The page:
“Never an excuse”
The side of OGC Nice has been a regular in the U16 selections, which he joined in 2014. Other “1998” have been meeting there for two years already, in U15, like Jan Bamert and Jérémy Guillemenot. The Zurich native of Sion and the Genevan of St. Gallen thus shared no less than 34 appearances in the red jersey with a white cross. In different age categories. Under the guidance of various breeders. But always to forge automatisms on the field side and a complicity on the locker room side, together.
Gérard Castella lived part of history as coach of the Swiss U17 team, then U18, then U19. Now responsible for training at Young Boys, the Genevan remembers his feelings perfectly during the first training camp he organized with the 1998 generation, in Spain, in January 2015. “I don’t know how ‘explain, but these guys found each other, what! They had a deep desire to meet again, there was never an excuse to skip the line, never a young person who came dragging his feet… “
Part of the current team was already there. Others “1998” arrived in the year (Zesiger) or in 2016 (Köhn, Domgjoni). “All of these players have actually played together for a very long time. It’s not the same job as in a club, but over so many years, there are similar connections that settle, ”continues their former coach.
Four years apart
Over time, some “1998” came out of the frame, which was supplemented by young people born later. Last step before the Swiss A team, the Nati of “under 21” is in reality a matter of sporting maturity more than age. In Slovenia, Mauro Lustrinelli brought talents born in 1999, 2000, 2001 and even 2002. Leonidas Stergiou has just celebrated his 19th birthday, while Jérémy Guillemenot is already 23.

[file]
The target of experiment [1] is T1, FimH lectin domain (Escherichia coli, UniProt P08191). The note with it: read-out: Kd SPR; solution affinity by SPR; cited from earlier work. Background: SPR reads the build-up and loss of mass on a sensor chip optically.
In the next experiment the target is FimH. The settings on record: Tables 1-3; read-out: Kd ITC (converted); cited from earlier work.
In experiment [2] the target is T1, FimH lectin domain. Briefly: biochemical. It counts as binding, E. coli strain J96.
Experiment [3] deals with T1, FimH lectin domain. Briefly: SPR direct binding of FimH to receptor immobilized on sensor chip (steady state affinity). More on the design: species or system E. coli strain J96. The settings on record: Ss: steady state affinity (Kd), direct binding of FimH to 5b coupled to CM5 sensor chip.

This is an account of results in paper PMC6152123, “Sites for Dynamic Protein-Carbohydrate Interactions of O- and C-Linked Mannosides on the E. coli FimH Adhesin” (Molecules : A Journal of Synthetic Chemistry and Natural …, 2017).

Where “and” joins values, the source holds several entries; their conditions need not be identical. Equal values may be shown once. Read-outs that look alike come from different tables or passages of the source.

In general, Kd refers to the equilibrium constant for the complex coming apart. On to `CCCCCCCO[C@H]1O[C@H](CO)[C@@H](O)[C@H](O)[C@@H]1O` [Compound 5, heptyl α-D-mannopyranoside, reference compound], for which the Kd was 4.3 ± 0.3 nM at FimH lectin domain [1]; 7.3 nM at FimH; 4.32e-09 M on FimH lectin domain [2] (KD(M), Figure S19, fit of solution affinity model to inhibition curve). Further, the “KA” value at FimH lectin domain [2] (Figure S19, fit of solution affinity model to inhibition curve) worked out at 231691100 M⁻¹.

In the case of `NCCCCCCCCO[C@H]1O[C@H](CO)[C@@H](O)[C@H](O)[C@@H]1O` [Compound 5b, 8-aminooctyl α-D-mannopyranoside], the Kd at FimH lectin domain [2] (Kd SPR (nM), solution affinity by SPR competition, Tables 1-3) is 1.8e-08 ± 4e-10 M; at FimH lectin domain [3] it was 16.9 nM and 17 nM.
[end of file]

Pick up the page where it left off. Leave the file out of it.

But the serene and positive atmosphere established by the oldest has always allowed the new ones to integrate easily. “The team spirit has always been incredible,” says Alexandre Jankewitz, 19, born in 2001 and called to the Under-21 since last September. When a new one arrives, everyone does their best to make them feel comfortable, it’s that easy. ”
At the Swiss Football Association, Gérard Castella also took care of the 1993 (Widmer, Ajeti) and 1995 (Mbabu) generations. For him, no doubt, the 1998 is special. Above, too. “She did not manage to qualify for the Euro in either U17 or U19, but the potential was already there,” he said. Mauro Lustrinelli, for his part, succeeded in giving his team the confidence necessary to pass a course, in particular by signing memorable victories, as against France in qualifying. “It is clear that as a team, we grew up winning”, confirms Jordan Lotomba.
He and his teammates said it when they arrived at the Euro: they feel strong. Capable of everything. All they have to do is imitate Xhaka, Sommer, Shaqiri and Mehmedi. Finalists of the Euro hopes in 2011. Tauliers of the Nati “A” since. Do not lose sight of it: whatever happens against Portugal this Wednesday, it is when the 1998 generation will have managed to feed the Swiss team, the real one, that they will have really won.